PESHAWAR: Federation of Pakistan Chambers of Commerce and Industry president Ghazanfar Bilour on Sunday expressed annoyance over the US opposition to the IMF bailout for Pakistan.
In a statement here on Sunday, the FPCCI chief said that the efforts of the US to push Pakistan into anarchy damaged its reputation and it would also hit credibility of IMF if it failed to take an urgent and merit-based decision.
“The way the US is rewarding its ally and a frontline state in the war against terrorism that has paid a heavy price for siding with America is not going down well with the people and business community. We are still paying the price for the US ambitions as three leaders and many people lose lives during the recent election campaign,” said Mr Bilour.
FPCCI chief says country has paid heavy price for supporting American war
He said that the new government was to inherit a critical economic situation and it would have to seek the bailout from the IMF that would be largest in the history of the country.
“The budget deficit has grown constantly pushing the country to the verge of a balance-of-payments crisis, threatening political and economic stability, the value of rupee, ability to repay debts or pay for imports while the US is using the opportunity to squeeze Pakistan. It is uncalled for,” said the FPCCI chief.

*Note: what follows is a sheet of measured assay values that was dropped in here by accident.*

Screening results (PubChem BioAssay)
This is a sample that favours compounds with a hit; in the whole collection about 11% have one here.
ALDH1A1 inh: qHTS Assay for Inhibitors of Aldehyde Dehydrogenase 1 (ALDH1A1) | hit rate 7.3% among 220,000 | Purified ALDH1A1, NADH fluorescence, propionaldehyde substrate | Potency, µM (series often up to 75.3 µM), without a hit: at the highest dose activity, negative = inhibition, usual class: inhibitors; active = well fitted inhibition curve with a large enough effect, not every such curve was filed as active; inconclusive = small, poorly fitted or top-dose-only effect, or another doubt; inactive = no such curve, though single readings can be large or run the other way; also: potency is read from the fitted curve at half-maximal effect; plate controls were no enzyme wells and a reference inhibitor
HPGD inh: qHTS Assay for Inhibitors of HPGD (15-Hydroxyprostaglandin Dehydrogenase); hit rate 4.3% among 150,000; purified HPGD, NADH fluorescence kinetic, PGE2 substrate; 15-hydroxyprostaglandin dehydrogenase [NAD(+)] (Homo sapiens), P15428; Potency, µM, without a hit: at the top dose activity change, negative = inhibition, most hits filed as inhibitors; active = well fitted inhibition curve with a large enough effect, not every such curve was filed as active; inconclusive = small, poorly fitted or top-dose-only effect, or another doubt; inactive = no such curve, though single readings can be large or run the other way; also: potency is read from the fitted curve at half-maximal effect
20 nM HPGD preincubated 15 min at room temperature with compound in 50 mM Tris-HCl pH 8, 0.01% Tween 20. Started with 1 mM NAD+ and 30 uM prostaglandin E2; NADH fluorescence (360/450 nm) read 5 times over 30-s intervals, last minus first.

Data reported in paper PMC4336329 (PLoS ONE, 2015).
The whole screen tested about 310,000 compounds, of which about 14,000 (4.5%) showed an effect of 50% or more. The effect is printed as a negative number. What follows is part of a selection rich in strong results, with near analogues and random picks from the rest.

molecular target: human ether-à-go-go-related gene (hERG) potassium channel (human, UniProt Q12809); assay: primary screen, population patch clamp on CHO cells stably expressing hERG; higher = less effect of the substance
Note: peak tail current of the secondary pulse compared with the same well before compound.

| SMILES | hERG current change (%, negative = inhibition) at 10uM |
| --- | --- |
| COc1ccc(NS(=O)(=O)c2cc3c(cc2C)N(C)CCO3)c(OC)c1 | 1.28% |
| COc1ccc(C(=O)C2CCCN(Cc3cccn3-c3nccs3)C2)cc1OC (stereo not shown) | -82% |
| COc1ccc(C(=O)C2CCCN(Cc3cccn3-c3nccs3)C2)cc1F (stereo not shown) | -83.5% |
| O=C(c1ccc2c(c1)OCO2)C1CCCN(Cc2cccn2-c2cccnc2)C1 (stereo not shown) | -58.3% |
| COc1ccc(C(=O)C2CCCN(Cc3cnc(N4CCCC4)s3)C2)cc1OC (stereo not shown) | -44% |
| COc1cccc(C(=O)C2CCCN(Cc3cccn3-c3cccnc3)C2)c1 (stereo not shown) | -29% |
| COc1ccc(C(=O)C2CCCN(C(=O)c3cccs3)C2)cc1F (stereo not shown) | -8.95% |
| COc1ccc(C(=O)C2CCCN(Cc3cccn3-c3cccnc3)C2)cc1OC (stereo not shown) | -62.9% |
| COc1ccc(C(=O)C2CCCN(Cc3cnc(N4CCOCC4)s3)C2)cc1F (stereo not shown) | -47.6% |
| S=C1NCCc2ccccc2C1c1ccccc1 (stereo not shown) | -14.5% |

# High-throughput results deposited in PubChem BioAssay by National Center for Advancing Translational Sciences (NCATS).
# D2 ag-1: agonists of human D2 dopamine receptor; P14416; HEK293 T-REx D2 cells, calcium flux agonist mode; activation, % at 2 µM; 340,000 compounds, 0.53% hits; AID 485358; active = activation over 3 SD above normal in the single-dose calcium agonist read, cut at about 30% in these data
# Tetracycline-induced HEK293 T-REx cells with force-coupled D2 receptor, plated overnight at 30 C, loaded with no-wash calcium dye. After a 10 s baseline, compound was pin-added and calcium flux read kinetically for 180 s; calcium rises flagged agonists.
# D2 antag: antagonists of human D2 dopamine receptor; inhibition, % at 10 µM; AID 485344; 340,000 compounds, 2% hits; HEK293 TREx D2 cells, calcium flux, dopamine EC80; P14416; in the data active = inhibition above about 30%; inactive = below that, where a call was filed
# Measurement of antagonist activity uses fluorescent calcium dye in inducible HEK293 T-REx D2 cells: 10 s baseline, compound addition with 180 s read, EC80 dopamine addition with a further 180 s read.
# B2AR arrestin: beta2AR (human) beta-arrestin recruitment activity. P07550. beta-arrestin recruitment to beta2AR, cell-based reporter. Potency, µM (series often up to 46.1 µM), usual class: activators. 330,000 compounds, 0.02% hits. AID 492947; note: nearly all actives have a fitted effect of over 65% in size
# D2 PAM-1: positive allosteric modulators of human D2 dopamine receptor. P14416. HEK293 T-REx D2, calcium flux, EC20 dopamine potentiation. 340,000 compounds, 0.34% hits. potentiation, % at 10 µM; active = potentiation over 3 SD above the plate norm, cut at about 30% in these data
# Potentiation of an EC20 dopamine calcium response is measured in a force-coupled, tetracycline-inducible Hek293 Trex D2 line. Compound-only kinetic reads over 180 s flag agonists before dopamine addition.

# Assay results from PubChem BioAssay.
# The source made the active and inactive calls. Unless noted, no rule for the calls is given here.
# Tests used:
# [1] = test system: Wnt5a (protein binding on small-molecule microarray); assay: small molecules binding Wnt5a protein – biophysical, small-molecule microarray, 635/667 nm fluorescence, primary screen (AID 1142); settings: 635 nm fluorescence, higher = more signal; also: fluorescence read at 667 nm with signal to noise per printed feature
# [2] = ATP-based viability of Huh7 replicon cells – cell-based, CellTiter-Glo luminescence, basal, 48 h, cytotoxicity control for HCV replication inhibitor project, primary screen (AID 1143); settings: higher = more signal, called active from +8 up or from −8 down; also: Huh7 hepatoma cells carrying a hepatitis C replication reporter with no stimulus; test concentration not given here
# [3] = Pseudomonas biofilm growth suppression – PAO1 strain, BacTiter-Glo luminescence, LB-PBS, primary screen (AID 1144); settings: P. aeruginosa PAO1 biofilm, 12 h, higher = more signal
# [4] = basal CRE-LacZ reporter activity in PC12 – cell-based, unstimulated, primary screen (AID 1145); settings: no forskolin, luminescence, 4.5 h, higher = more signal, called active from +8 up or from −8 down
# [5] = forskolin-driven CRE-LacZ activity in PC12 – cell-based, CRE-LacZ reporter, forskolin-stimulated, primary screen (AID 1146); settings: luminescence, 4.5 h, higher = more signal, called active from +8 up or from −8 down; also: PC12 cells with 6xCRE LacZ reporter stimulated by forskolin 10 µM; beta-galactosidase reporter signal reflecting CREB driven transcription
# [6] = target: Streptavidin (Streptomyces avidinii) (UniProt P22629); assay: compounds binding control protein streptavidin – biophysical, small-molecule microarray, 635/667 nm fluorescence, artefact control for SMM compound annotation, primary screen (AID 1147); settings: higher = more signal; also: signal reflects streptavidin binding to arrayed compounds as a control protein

Pakistan has gone to the IMF repeatedly during the last thirty years. “The last time was in 2013 when we got a $6.6 billion loan to tackle a similar crisis but now we need at least $12 billion to avoid an economic meltdown,” he said.
He said that the tense relationship between Islamabad and Washington should not result in actions that could not be justified under any circumstances.
Mr Bilour said that China announced $2 billion loan for Pakistan, the Islamic Development Bank activated $4.5 billion facility for oil imports and a global bank decided to give $200 million to help finance LNG imports but those were short-term solutions.
“The new government should improve economy and attract foreign investment to push up the country from the 147th number on the World Bank’s business climate index. The new government is likely to consider privatisation of all state-owned companies, including PIA, but the process should not be undertaken hastily,” he said.
Published in Dawn, August 6th, 2018